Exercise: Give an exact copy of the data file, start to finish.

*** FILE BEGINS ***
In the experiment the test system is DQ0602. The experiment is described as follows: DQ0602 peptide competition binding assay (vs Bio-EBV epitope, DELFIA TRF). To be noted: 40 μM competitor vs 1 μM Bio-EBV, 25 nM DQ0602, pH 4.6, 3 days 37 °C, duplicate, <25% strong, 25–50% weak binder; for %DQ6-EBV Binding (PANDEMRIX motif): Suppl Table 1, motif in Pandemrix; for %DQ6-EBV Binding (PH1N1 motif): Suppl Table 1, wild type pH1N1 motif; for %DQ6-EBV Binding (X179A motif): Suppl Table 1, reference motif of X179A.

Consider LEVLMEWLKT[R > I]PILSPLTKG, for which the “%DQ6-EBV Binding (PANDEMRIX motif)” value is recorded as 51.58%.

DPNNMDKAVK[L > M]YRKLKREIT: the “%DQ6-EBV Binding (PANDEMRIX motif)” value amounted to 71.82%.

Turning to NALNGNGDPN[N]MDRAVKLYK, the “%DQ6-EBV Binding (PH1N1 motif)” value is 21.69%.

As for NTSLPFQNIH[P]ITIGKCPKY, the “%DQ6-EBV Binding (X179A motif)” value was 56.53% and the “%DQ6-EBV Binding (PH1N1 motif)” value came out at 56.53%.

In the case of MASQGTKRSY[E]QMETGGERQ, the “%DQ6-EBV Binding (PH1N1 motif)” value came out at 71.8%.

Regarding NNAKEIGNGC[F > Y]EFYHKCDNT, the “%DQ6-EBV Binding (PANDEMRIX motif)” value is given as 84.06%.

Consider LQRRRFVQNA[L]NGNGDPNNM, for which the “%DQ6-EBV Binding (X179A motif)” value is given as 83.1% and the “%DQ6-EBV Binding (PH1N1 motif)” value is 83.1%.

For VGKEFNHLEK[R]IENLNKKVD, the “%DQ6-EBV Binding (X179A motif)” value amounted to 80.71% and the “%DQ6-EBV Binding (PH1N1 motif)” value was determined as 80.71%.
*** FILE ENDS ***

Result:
In the experiment the test system is DQ0602. The experiment is described as follows: DQ0602 peptide competition binding assay (vs Bio-EBV epitope, DELFIA TRF). To be noted: 40 μM competitor vs 1 μM Bio-EBV, 25 nM DQ0602, pH 4.6, 3 days 37 °C, duplicate, <25% strong, 25–50% weak binder; for %DQ6-EBV Binding (PANDEMRIX motif): Suppl Table 1, motif in Pandemrix; for %DQ6-EBV Binding (PH1N1 motif): Suppl Table 1, wild type pH1N1 motif; for %DQ6-EBV Binding (X179A motif): Suppl Table 1, reference motif of X179A.

Consider LEVLMEWLKT[R > I]PILSPLTKG, for which the “%DQ6-EBV Binding (PANDEMRIX motif)” value is recorded as 51.58%.

DPNNMDKAVK[L > M]YRKLKREIT: the “%DQ6-EBV Binding (PANDEMRIX motif)” value amounted to 71.82%.

Turning to NALNGNGDPN[N]MDRAVKLYK, the “%DQ6-EBV Binding (PH1N1 motif)” value is 21.69%.

As for NTSLPFQNIH[P]ITIGKCPKY, the “%DQ6-EBV Binding (X179A motif)” value was 56.53% and the “%DQ6-EBV Binding (PH1N1 motif)” value came out at 56.53%.

In the case of MASQGTKRSY[E]QMETGGERQ, the “%DQ6-EBV Binding (PH1N1 motif)” value came out at 71.8%.

Regarding NNAKEIGNGC[F > Y]EFYHKCDNT, the “%DQ6-EBV Binding (PANDEMRIX motif)” value is given as 84.06%.

Consider LQRRRFVQNA[L]NGNGDPNNM, for which the “%DQ6-EBV Binding (X179A motif)” value is given as 83.1% and the “%DQ6-EBV Binding (PH1N1 motif)” value is 83.1%.

For VGKEFNHLEK[R]IENLNKKVD, the “%DQ6-EBV Binding (X179A motif)” value amounted to 80.71% and the “%DQ6-EBV Binding (PH1N1 motif)” value was determined as 80.71%.